How To Make The Most Out Of Employing Generation Y By Matthew Coppola

KEY BENEFITS IN EMPLOYING GEN Y”They are tech-smart “” Being the first generation to have grown up with computers, Gen Y are early adopters of new technology.They are fast learners when it comes to new tech gadgets, and can even teach you how to use things like content management systems and social media.

“Inexpensive and cost-effective – Generation Y are less motivated by money than previous generations. work/life balance and flexibility is the most motivating factor for Gen Y, than monetary payment.

“Team players – Generation X have been termed “The Me Generation,” Generation Y are “The We Generation” for their strong belief in community and peer-to-peer relationships.

“High tolerance and acceptance of others – Gen Y have been labelled “The Trophy Generation” as they tend to have a mentality that everyone can do well and no one should be left out.

“Self-expressive “” Twitter, Myspace and Facebook have taught Gen Y to express themselves. In the workplace this means that employees are more open and have the ability to effectively brainstorm ideas and express their opinions in a uniformed manner.

“Aware of the difficulties in the job market for new graduates “” Their experience of recession both in 2000 and the recent financial crisis has made Gen Y more aware of competition in the job market. They are aware that there would be hundreds of applicants who would be more than happy to take their position, so if you employ a graduate, most likely if the job conditions are good, they”ll likely want to stay and will work harder to keep their job.


“Think outside the box and take advantage of the diverse range of talent Gen Y have.

“Manage the individual not the group. Ask them how they are and how their job can work better for them and their life

“Provide a positive workplace culture that encourages creative behaviour and career development.

But make sure that your words meet your actions. If you promise career progression and do not deliver, they are less likely to believe you and stay very long.
“Give immediate feedback: consistently provide feedback and short performance-review cycles supported by coaching or mentoring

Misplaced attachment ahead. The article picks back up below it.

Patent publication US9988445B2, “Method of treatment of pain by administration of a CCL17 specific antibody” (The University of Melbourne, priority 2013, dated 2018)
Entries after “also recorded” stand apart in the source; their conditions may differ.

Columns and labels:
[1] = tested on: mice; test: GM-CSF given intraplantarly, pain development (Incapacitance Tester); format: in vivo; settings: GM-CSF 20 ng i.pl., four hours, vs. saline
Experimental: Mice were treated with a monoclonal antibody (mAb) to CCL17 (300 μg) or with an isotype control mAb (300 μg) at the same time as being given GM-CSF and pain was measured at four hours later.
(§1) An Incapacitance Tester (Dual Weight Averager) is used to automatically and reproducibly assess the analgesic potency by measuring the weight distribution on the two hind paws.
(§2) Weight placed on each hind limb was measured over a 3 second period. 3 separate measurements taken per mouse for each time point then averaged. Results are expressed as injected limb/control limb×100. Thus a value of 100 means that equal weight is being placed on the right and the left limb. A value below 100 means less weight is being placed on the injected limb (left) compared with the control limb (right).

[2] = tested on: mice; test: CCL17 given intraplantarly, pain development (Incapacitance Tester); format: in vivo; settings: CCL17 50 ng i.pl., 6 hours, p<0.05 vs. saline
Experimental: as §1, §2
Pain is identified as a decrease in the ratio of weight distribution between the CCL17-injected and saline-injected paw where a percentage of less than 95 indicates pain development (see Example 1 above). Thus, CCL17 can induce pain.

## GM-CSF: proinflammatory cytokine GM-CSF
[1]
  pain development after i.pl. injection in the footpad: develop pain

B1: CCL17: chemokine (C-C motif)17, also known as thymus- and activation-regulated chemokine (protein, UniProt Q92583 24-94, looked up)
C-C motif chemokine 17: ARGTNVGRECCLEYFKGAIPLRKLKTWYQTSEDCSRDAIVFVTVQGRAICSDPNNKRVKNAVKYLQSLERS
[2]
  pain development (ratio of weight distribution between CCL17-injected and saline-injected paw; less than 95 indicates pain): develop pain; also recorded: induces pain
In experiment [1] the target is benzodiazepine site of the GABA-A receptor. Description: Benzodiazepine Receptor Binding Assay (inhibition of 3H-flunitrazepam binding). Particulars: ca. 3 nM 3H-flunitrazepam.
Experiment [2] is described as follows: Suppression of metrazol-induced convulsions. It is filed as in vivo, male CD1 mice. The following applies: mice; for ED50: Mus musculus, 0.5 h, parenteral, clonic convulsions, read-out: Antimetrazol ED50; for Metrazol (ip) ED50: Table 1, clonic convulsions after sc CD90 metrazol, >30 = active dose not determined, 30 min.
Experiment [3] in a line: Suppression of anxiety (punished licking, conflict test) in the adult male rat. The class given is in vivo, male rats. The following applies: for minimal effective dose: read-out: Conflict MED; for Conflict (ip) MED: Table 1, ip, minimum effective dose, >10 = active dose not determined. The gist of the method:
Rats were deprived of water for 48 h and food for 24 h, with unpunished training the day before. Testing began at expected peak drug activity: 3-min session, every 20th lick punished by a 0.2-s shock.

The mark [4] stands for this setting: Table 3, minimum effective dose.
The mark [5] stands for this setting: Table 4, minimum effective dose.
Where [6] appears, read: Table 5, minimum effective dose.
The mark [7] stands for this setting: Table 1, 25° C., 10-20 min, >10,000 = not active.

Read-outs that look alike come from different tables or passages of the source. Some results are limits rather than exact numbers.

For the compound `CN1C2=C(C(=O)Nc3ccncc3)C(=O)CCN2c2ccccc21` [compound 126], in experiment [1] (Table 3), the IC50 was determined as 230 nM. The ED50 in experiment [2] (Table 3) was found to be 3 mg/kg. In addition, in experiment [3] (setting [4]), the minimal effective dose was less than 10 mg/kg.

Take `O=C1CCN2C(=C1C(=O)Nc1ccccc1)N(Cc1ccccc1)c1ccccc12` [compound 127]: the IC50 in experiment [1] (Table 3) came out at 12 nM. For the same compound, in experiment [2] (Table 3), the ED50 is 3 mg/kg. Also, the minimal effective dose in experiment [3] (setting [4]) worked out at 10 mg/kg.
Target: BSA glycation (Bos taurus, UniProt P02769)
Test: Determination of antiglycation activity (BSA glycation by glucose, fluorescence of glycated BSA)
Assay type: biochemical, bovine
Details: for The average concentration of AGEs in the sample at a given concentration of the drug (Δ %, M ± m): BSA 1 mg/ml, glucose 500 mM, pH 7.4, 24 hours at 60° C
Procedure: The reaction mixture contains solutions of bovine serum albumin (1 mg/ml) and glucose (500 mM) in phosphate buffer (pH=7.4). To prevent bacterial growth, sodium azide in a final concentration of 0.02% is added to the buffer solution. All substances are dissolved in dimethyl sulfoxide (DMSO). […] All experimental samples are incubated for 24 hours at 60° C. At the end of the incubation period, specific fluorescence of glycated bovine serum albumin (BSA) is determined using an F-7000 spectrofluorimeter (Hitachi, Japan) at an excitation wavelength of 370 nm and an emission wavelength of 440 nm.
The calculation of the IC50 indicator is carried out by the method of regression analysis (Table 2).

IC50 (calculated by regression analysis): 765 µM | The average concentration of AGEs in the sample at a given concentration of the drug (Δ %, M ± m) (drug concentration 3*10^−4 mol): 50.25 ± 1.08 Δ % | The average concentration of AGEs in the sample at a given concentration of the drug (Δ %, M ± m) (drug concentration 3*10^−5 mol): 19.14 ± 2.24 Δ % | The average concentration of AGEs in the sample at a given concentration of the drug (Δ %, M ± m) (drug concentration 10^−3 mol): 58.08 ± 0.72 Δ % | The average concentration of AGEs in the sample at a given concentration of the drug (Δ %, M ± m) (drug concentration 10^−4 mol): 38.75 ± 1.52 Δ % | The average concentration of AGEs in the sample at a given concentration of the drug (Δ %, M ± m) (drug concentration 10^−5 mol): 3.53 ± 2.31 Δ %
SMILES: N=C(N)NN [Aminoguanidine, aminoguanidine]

“Communicate by asking them questions in the interview process to find out what they are looking for out of the job

“Make sure Gen Y employees know what they are up for in the interview and how they can advance in the business

“Show how they are making a positive contribution to the overall operations of the business

“Get them involved in management meetings

“Allow them to be creative in their job

“Provide training and opportunities for continual development

“Offer opportunities to do work experience in a higher level role

“Set a mentor or coach for a Gen Y employee

“Allow them to apply what they are learning at TAFE/University relevant to the workplace

Published by Matthew Coppola - Career Coach, Employment Specialist and Professional CV Writer

Holding a graduate degree in Commerce, majoring in Economics at Curtin University, as well as a post graduate certificate in Career Education and Development at RMIT University, Matthew brings with him many years of experience working in the fields of business development, marketing, soft-skills training and employment services industry. He has gained significant exposure in working with employers in sourcing staff as well as assisting jobseekers in promoting and marketing themselves to employers and securing sustainable employment outcomes. He is currently working in Disability Employment Services where he assists clients with mental health disabilities in finding and keeping satisfying and gainful employment and helping them overcome and work around barriers to employment. He has helped many job seekers secure employment by training and coaching them in the art of being interviewed and giving the interviewer a positive and lasting impression. He knows how to sell and market a job seeker to an employer and he imparts this knowledge to his clients in helping them sell and market themselves in an interview. Matthew regularly writes new articles on a variety of employment related topics and posts these to his personal website blog

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